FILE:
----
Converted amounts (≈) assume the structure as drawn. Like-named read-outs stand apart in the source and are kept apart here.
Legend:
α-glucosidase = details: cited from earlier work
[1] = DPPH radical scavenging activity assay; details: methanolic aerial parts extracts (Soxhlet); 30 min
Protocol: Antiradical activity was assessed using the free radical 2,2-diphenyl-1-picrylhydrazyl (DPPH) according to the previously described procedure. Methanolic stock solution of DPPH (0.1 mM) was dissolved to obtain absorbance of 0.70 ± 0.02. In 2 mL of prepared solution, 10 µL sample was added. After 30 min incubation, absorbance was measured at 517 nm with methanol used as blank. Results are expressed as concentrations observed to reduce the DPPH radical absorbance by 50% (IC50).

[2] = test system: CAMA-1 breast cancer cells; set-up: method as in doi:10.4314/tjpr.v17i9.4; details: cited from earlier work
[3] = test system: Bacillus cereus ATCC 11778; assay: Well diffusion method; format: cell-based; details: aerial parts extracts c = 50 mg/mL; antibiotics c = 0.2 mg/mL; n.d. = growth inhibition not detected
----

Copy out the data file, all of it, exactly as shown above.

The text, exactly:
Converted amounts (≈) assume the structure as drawn. Like-named read-outs stand apart in the source and are kept apart here.
Legend:
α-glucosidase = details: cited from earlier work
[1] = DPPH radical scavenging activity assay; details: methanolic aerial parts extracts (Soxhlet); 30 min
Protocol: Antiradical activity was assessed using the free radical 2,2-diphenyl-1-picrylhydrazyl (DPPH) according to the previously described procedure. Methanolic stock solution of DPPH (0.1 mM) was dissolved to obtain absorbance of 0.70 ± 0.02. In 2 mL of prepared solution, 10 µL sample was added. After 30 min incubation, absorbance was measured at 517 nm with methanol used as blank. Results are expressed as concentrations observed to reduce the DPPH radical absorbance by 50% (IC50).

[2] = test system: CAMA-1 breast cancer cells; set-up: method as in doi:10.4314/tjpr.v17i9.4; details: cited from earlier work
[3] = test system: Bacillus cereus ATCC 11778; assay: Well diffusion method; format: cell-based; details: aerial parts extracts c = 50 mg/mL; antibiotics c = 0.2 mg/mL; n.d. = growth inhibition not detected